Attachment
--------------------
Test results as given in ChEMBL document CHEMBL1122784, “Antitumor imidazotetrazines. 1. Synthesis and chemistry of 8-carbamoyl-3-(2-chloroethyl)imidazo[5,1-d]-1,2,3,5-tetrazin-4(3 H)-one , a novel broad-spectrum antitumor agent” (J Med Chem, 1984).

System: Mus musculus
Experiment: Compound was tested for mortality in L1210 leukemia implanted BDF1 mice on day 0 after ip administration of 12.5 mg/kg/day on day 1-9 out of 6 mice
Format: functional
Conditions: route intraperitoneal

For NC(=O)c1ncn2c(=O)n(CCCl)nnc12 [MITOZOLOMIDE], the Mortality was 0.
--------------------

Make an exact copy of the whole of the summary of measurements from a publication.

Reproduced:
Test results as given in ChEMBL document CHEMBL1122784, “Antitumor imidazotetrazines. 1. Synthesis and chemistry of 8-carbamoyl-3-(2-chloroethyl)imidazo[5,1-d]-1,2,3,5-tetrazin-4(3 H)-one , a novel broad-spectrum antitumor agent” (J Med Chem, 1984).

System: Mus musculus
Experiment: Compound was tested for mortality in L1210 leukemia implanted BDF1 mice on day 0 after ip administration of 12.5 mg/kg/day on day 1-9 out of 6 mice
Format: functional
Conditions: route intraperitoneal

For NC(=O)c1ncn2c(=O)n(CCCl)nnc12 [MITOZOLOMIDE], the Mortality was 0.